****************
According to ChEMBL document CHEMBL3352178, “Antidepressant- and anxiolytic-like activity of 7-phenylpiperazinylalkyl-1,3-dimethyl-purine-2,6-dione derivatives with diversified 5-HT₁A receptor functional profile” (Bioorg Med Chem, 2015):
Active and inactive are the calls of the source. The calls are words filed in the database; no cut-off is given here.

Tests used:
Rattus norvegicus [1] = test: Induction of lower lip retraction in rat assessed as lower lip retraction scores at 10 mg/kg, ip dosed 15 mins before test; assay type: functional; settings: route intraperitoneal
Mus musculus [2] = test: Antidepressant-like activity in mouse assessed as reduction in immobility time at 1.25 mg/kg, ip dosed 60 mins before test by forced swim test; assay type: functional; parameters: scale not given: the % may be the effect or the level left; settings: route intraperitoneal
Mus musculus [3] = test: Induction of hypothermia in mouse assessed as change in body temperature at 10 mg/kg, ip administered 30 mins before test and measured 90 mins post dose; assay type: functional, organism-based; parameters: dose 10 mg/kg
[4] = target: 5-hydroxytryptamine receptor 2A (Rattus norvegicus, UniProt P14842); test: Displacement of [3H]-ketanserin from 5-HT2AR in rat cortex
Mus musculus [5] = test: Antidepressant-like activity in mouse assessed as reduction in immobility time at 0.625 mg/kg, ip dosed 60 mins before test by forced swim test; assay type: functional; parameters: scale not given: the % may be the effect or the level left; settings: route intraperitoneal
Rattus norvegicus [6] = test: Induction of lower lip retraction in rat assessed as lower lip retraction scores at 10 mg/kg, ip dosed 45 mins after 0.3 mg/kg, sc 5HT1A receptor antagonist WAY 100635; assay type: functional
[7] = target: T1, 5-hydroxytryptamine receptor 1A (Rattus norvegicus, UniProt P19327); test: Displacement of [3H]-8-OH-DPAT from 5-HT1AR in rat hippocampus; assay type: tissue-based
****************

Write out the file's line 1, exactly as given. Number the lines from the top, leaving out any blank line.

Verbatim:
According to ChEMBL document CHEMBL3352178, “Antidepressant- and anxiolytic-like activity of 7-phenylpiperazinylalkyl-1,3-dimethyl-purine-2,6-dione derivatives with diversified 5-HT₁A receptor functional profile” (Bioorg Med Chem, 2015):